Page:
The real impossible mission was picking a favorite opening title sequence from Hollywood’s preeminent 21st Century action franchise. Every Mission: Impossible cold open lays out a blood-pumping amuse-bouche that culminates in one of the silver screen’s most recognizable theme songs. And while the best cold open sequence is indisputably the Russian prison escape from Ghost Protocol (which I will continue to watch every day like a Frank Sinatra-certified Lord’s Prayer), the franchise’s best title sequence comes courtesy of Rogue Nation. With a needle drop expertly timed to a triumphant parachute deploy, in classic fashion, we are given breakneck glimpses of scenes to come, fleeting glances of car chases, underwater set pieces, and guns-that-look-like-flutes. With familiar text and tunes, it’s a throwback to the franchise’s 60’s origins that marks one of the best credits sequences of the franchise, and of the decade.
4. The Forbidden Room (2015)
Titles designed by Galen Johnson
The Forbidden Room, an experimental feature from Canadian auteur Guy Maddin and his longtime collaborator Evan Johnson, is a trippy, absurdist love letter to the “lost film.” Despite the film’s dense machinations, the title sequence clears up any confusion about what the viewer is about to sink into (after all most Maddin films feel like wading into a tar pit and flirting with the lucidity afforded by heatstroke). We’re met with a series of antiquated, remarkably authentic-looking silent-era title cards that dissolve and mutate before our eyes. It’s as though we’ve been presented with some rotted box of motion picture miscellany, found, we’d imagine, under the stairs of some putrid basement. Perhaps the emulsions have melted together or the silver has begun to lift; a noble rot of silent era pastiche stitched together, Frankenstein-like, for our perverse viewing pleasure.
3. The Girl With the Dragon Tattoo (2011)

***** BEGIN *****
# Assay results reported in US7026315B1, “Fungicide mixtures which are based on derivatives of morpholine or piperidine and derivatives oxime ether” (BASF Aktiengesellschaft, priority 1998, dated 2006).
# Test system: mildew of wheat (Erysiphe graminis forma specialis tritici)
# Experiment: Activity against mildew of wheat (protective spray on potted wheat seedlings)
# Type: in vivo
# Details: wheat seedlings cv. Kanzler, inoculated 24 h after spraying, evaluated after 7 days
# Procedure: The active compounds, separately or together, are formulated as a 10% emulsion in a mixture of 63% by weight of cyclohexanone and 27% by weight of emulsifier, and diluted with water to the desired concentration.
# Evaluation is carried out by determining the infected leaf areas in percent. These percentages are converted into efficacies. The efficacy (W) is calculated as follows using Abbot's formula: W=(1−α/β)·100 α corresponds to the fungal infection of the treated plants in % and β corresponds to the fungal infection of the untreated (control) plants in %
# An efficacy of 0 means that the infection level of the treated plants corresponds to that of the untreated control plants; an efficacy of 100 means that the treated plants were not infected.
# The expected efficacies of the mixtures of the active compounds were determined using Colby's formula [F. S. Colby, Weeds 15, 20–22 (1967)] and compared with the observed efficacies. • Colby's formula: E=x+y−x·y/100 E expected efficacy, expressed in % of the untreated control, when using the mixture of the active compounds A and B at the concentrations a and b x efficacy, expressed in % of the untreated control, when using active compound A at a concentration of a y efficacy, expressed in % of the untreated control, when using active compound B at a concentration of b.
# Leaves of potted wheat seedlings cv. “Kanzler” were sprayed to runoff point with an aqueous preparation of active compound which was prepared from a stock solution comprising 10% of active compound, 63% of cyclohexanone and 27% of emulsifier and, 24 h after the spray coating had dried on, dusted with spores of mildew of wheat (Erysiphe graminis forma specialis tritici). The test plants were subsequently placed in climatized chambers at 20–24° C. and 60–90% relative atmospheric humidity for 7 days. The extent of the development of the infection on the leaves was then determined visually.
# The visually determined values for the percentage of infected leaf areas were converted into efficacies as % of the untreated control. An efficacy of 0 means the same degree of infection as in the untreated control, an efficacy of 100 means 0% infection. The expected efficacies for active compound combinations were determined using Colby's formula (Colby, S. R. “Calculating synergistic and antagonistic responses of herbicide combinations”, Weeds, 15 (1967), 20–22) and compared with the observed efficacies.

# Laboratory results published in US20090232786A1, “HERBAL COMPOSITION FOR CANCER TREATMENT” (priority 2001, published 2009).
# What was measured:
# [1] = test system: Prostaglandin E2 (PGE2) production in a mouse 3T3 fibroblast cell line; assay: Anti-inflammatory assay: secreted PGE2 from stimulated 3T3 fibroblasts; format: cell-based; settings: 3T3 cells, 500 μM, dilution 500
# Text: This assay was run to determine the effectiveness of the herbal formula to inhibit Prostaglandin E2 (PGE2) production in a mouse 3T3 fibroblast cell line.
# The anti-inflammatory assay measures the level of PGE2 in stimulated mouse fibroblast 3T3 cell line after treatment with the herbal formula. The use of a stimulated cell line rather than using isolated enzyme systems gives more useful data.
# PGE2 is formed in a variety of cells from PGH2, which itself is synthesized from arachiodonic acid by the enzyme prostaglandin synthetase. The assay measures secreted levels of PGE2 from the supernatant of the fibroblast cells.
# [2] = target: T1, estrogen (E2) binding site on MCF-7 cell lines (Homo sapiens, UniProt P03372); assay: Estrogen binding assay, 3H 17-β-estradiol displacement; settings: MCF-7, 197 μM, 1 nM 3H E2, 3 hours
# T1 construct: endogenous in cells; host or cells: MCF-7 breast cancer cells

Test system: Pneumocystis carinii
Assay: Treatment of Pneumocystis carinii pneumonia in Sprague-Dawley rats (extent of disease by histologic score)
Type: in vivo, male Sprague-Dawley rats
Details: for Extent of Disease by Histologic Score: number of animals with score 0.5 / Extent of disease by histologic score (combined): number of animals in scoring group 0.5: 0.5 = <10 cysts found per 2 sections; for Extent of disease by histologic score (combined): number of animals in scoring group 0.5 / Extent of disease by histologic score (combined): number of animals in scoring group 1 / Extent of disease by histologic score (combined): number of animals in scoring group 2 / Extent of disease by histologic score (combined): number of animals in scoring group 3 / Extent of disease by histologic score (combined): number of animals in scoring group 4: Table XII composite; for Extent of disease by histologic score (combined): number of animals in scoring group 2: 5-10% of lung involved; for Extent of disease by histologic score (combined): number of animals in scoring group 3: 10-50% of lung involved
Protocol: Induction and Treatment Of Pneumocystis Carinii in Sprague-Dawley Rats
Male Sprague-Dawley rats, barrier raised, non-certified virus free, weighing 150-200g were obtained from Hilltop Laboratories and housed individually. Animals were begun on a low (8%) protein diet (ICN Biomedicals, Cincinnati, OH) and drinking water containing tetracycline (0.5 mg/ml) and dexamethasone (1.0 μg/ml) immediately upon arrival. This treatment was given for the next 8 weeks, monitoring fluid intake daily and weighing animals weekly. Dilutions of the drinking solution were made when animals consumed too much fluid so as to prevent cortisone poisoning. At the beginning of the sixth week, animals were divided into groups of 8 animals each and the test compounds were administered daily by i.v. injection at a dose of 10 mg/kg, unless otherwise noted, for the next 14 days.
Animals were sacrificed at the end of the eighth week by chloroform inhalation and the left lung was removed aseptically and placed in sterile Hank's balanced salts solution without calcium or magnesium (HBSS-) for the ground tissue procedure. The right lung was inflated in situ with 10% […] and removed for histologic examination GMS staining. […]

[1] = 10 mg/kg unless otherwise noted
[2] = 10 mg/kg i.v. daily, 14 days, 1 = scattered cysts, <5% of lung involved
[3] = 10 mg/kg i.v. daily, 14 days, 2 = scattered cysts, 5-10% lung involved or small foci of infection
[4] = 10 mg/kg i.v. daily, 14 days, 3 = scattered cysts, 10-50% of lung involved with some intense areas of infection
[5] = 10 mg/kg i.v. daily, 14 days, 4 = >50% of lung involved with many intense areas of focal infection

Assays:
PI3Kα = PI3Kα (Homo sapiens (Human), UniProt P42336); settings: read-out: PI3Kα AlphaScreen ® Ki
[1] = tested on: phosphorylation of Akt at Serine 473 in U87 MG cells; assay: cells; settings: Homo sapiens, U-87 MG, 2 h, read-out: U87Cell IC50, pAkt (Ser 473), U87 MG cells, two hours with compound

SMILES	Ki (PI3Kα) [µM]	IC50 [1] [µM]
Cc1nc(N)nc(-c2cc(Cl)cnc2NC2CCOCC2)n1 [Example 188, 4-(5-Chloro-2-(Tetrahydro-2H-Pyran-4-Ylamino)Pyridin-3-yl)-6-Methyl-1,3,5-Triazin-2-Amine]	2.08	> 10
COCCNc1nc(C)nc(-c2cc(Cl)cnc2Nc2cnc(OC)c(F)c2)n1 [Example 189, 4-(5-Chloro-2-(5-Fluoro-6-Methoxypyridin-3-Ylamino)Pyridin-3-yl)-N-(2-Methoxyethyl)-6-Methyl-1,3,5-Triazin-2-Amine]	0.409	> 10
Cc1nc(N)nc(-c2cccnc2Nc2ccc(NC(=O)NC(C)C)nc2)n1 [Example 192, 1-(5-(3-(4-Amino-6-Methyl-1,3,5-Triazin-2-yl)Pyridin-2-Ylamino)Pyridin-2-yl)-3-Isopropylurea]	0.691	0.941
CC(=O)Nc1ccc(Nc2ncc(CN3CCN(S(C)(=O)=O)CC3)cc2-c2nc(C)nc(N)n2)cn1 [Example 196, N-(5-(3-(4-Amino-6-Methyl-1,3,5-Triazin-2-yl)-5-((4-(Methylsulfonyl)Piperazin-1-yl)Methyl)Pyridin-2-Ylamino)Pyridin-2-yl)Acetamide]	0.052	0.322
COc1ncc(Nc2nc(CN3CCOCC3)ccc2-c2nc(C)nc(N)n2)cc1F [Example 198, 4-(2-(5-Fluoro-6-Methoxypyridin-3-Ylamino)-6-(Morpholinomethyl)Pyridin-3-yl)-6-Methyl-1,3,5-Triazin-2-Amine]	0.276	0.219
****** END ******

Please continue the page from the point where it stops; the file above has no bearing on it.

Creative direction by Tim Miller
2. Moonrise Kingdom (2012)
Title design by Jessica Hische
Wes Anderson has distinguished himself as the King of the Opening Title Sequence, a superlative I just made up, but we’d all agree is accurate. Of his 2010s entries, Moonrise Kingdom takes the cake for its enchantingly precise orientation to the cast, the world, and this particular articulation of Anderson’s obsessive aesthetic. The sequence sees us peering into a meticulous coastal house populated by characters, of whom Suzy is the only one who peers back. Hische’s refined and playful typography signals the film’s lightness and the time-lag of island life. It’s an appropriately intricate and expressive act of world-building that perfectly captures Anderson’s most blissfully melancholic effort to date.
1. Skyfall (2012)
Titles designed by Daniel Kleinman
It’s a testament to the enduring power of the Skyfall credits that I can’t see a Rorschach test and not hear Adele croon “Where you go I go, what you see I see…” Bond credits are always special, but Skyfall stands out among a collection of greats. The title sequence, designed by Daniel Kleinman, works in tandem with the film’s cold open as we see James Bond (Daniel Craig) literally pulled under and engulfed in mystery, peril, and even death. Without giving it away, the abundance of skulls and graves told us from the get-go that this film had stakes and real consequences. From fiery glimpses into Macau’s criminal underbelly to blood-red rains and crumbling ruins, the Skyfall credits are simply breathtaking; one of the franchise’s strongest credits sequences, and certainly the best of the decade. (Anna Swanson)